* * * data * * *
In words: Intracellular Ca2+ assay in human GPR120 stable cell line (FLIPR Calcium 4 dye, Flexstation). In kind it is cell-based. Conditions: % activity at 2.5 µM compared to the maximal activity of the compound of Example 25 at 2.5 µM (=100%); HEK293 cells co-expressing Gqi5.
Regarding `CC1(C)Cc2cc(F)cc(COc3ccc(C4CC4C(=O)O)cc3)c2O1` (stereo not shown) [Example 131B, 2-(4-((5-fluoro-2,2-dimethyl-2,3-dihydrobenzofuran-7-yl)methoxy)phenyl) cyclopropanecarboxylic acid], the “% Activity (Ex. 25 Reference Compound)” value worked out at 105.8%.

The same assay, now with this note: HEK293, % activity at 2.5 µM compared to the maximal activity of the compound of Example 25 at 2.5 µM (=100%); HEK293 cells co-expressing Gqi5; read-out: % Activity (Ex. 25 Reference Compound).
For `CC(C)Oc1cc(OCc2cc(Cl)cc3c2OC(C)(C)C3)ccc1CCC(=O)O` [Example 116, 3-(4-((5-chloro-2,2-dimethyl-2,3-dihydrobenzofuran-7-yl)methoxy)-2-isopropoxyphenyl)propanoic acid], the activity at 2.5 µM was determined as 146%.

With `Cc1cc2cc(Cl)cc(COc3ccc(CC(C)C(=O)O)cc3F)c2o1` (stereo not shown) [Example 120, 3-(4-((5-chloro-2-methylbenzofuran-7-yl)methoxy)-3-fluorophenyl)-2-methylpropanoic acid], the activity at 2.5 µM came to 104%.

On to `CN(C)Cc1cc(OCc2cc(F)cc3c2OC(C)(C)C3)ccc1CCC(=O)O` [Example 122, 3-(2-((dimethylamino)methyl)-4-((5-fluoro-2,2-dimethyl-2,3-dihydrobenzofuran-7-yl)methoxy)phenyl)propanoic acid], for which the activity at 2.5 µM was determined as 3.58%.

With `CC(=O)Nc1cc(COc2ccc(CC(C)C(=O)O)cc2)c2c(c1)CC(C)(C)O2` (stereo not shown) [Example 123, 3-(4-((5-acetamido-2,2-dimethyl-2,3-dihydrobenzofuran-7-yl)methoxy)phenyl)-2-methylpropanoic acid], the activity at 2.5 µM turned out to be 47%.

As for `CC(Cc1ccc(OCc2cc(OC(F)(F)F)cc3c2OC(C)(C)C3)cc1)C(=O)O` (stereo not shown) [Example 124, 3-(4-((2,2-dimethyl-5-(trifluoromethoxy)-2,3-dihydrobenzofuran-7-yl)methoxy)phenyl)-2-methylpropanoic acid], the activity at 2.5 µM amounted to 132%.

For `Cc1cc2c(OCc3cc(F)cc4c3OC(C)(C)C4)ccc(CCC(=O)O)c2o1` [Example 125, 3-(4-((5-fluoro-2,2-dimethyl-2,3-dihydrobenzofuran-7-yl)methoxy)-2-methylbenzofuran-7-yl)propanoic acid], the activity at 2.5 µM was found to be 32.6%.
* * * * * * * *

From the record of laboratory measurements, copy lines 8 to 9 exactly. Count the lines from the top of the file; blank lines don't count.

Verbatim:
As for `CC(Cc1ccc(OCc2cc(OC(F)(F)F)cc3c2OC(C)(C)C3)cc1)C(=O)O` (stereo not shown) [Example 124, 3-(4-((2,2-dimethyl-5-(trifluoromethoxy)-2,3-dihydrobenzofuran-7-yl)methoxy)phenyl)-2-methylpropanoic acid], the activity at 2.5 µM amounted to 132%.

For `Cc1cc2c(OCc3cc(F)cc4c3OC(C)(C)C4)ccc(CCC(=O)O)c2o1` [Example 125, 3-(4-((5-fluoro-2,2-dimethyl-2,3-dihydrobenzofuran-7-yl)methoxy)-2-methylbenzofuran-7-yl)propanoic acid], the activity at 2.5 µM was found to be 32.6%.